‘UK struggling to keep pace with climate impacts’
by the Climate Centre
Action to improve the UK’s resilience is not keeping pace with the fallout from a warming world and increasing climate risks, a new assessment from its independent Climate Change Committee (CCC) published yesterday has found.
The CCC is a statutory body established by law in 2008 to advise the UK’s central and devolved governments and report to Parliament on progress in climate mitigation and adaptation domestically.
Its latest report involved over 450 experts from 130 organizations and includes the finding that since 2018 over 4,000 heat-related deaths have been recorded in England; yet since the CCC’s last assessment five years ago, nearly 600,000 homes have been built that are not resistant to extreme heat.
The UK is experiencing “widespread changes in the climate”, it says. Average land temperature has risen by 1.2°C from pre-industrial levels, sea levels have risen by 16cm since 1900, and “episodes of extreme heat are becoming more frequent”.
Baroness Brown, Chair of the CCC Adaptation Committee, said: “The severity of the risks we face must not be underestimated. These risks will not disappear as the world moves to net zero; many of them are already locked in.
“By better understanding and preparing for the coming changes, the UK can prosper, protecting its people, its economy, and its natural environment. A detailed, effective action plan that prepares the UK for climate change is now…needed urgently.”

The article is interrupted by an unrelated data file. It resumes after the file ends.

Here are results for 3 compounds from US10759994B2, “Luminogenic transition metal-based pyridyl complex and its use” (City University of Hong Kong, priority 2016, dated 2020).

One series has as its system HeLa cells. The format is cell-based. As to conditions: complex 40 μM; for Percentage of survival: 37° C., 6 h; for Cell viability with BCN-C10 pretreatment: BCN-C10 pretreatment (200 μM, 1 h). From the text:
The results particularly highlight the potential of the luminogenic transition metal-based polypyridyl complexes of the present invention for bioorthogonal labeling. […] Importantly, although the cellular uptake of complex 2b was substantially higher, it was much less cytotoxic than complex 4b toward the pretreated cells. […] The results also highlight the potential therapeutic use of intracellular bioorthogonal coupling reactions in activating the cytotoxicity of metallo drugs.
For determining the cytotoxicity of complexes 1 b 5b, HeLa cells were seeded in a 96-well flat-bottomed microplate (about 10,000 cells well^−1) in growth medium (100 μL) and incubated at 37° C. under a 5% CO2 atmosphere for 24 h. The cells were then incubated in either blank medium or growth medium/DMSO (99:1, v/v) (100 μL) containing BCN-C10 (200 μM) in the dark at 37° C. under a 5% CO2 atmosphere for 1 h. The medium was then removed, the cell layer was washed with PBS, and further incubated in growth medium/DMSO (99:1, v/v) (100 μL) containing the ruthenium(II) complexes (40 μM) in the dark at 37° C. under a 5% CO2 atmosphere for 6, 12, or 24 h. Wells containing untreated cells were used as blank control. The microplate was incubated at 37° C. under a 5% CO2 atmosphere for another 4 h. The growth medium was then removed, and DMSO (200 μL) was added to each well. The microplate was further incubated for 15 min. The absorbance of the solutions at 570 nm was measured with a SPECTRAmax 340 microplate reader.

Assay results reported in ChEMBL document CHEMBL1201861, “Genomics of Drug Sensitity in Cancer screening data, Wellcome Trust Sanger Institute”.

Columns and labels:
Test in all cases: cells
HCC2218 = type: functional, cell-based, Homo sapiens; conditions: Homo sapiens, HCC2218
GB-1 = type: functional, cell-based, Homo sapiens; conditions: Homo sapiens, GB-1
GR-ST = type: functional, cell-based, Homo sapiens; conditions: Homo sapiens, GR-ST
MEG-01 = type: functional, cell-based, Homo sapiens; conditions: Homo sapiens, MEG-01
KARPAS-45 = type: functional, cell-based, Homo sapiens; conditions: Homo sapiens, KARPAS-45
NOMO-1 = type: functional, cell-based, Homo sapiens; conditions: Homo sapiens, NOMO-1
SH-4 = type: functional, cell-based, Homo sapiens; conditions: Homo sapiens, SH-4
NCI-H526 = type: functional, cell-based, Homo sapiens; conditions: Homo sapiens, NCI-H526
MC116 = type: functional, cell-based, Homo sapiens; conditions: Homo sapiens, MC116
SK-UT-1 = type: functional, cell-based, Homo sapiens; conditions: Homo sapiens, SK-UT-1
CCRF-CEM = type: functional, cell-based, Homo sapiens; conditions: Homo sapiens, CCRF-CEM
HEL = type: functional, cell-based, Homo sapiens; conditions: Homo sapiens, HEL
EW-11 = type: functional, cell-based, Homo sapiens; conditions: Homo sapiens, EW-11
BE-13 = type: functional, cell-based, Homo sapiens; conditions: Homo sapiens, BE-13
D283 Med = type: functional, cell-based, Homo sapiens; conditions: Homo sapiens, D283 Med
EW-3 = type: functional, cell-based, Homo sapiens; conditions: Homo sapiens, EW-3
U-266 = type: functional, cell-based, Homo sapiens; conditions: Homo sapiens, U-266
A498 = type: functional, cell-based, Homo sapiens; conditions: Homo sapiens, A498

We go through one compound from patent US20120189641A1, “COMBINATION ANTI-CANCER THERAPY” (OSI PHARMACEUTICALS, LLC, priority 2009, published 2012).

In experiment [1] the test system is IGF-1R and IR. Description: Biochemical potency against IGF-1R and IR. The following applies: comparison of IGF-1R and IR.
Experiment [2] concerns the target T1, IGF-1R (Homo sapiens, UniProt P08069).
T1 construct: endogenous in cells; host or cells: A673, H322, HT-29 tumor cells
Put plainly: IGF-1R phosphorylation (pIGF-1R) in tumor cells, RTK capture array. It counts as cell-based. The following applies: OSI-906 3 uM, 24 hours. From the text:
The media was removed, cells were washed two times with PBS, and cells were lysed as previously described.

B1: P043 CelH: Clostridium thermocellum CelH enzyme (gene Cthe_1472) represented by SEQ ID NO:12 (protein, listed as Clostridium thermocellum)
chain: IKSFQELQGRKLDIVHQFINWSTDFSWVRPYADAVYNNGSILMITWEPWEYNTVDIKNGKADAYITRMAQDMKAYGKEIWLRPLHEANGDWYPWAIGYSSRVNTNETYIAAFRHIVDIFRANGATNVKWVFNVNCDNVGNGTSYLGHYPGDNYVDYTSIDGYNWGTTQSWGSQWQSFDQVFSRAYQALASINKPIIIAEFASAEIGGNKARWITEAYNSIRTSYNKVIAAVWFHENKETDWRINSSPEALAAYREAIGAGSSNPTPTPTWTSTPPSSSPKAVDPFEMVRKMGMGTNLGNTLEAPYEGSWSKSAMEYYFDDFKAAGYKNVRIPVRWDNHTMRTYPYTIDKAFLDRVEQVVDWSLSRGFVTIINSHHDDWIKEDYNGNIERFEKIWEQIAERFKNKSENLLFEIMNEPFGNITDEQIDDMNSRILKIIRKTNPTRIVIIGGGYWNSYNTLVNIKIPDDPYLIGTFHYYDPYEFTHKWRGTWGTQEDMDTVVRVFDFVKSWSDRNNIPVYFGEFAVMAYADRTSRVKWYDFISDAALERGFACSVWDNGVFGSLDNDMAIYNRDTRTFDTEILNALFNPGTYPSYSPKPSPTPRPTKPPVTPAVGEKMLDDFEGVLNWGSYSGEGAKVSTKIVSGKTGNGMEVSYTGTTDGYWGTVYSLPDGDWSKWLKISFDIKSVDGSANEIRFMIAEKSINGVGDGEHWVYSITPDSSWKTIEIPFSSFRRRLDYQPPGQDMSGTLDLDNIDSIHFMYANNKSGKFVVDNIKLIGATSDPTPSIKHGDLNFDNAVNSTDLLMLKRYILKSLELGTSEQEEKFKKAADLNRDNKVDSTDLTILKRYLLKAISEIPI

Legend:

The CCC report – which will inform the third UK Climate Change Risk Assessment and National Adaptation Plans – identifies eight priority areas of risk: freshwater habitats and species, soil, natural carbon stores such as forests, crops and livestock, food supplies, power, health and “[m]ultiple risks to the UK from climate change impacts overseas”.
The CCC assessment also identifies steps that could generate benefits in the next five years if implemented on a large scale, such as retrofitting buildings, but while the changing climate also “creates some opportunities, these do not offset the risks and also require early action to realize,” a CCC statement said.
The government, it adds, must “support good adaptation planning across the UK and integrate this into policies.”
‘Community resilience is critical
to deal with these trends’
The British Red Cross tweeted that it “agrees we need to support communities…to adapt to climate change, building resilience and preparedness to existing and future climate risk”.
In response to the CCC report, the National Society flagged its existing guidance for both flood and heatwave preparedness on Twitter, while its Executive Director of International, Richard Blewitt, said “community resilience [is] so critical to deal with these trends,” with the “dramatic impacts of the climate crisis in the UK”, which hosts the next round of UN climate talks later this year.
British Red Cross Chief Executive Mike Adamson wrote last weekend that, after the G7 meeting in Cornwall, COP 26 is the second “of two global opportunities this year for the UK to show it is as committed as ever to playing a positive, powerful role for good in the world.”
He argued that “developing countries will want to see the big economies commit to tackling climate change before they will feel compelled to do so.”
British Red Cross emergency-response volunteer Kenny provides hot drinks to members of the community as they help clean up the village of Fishlake, near Doncaster, following widespread floods in November 2019. (Photo: BRC)